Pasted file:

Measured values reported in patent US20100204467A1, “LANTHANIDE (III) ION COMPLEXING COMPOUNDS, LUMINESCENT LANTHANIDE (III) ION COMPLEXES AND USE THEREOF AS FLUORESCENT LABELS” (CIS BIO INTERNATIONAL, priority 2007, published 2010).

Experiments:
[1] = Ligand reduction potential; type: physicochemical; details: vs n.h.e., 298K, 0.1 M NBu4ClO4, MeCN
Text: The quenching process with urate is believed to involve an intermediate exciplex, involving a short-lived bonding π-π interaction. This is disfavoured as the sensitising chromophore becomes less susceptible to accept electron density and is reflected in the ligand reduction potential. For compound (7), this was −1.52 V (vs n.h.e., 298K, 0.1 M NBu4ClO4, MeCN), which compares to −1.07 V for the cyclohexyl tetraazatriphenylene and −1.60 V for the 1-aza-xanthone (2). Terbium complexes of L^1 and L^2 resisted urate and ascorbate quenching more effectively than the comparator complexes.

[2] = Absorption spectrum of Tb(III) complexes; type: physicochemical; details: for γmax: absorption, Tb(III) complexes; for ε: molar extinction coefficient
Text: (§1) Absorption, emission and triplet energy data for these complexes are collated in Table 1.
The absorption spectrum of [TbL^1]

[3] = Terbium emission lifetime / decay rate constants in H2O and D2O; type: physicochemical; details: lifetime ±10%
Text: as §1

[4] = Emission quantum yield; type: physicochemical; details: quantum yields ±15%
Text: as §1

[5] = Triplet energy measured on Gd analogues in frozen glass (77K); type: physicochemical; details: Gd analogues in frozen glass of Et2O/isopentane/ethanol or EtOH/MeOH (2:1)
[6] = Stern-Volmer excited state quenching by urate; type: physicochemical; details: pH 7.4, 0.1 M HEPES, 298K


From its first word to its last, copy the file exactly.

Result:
Measured values reported in patent US20100204467A1, “LANTHANIDE (III) ION COMPLEXING COMPOUNDS, LUMINESCENT LANTHANIDE (III) ION COMPLEXES AND USE THEREOF AS FLUORESCENT LABELS” (CIS BIO INTERNATIONAL, priority 2007, published 2010).

Experiments:
[1] = Ligand reduction potential; type: physicochemical; details: vs n.h.e., 298K, 0.1 M NBu4ClO4, MeCN
Text: The quenching process with urate is believed to involve an intermediate exciplex, involving a short-lived bonding π-π interaction. This is disfavoured as the sensitising chromophore becomes less susceptible to accept electron density and is reflected in the ligand reduction potential. For compound (7), this was −1.52 V (vs n.h.e., 298K, 0.1 M NBu4ClO4, MeCN), which compares to −1.07 V for the cyclohexyl tetraazatriphenylene and −1.60 V for the 1-aza-xanthone (2). Terbium complexes of L^1 and L^2 resisted urate and ascorbate quenching more effectively than the comparator complexes.

[2] = Absorption spectrum of Tb(III) complexes; type: physicochemical; details: for γmax: absorption, Tb(III) complexes; for ε: molar extinction coefficient
Text: (§1) Absorption, emission and triplet energy data for these complexes are collated in Table 1.
The absorption spectrum of [TbL^1]

[3] = Terbium emission lifetime / decay rate constants in H2O and D2O; type: physicochemical; details: lifetime ±10%
Text: as §1

[4] = Emission quantum yield; type: physicochemical; details: quantum yields ±15%
Text: as §1

[5] = Triplet energy measured on Gd analogues in frozen glass (77K); type: physicochemical; details: Gd analogues in frozen glass of Et2O/isopentane/ethanol or EtOH/MeOH (2:1)
[6] = Stern-Volmer excited state quenching by urate; type: physicochemical; details: pH 7.4, 0.1 M HEPES, 298K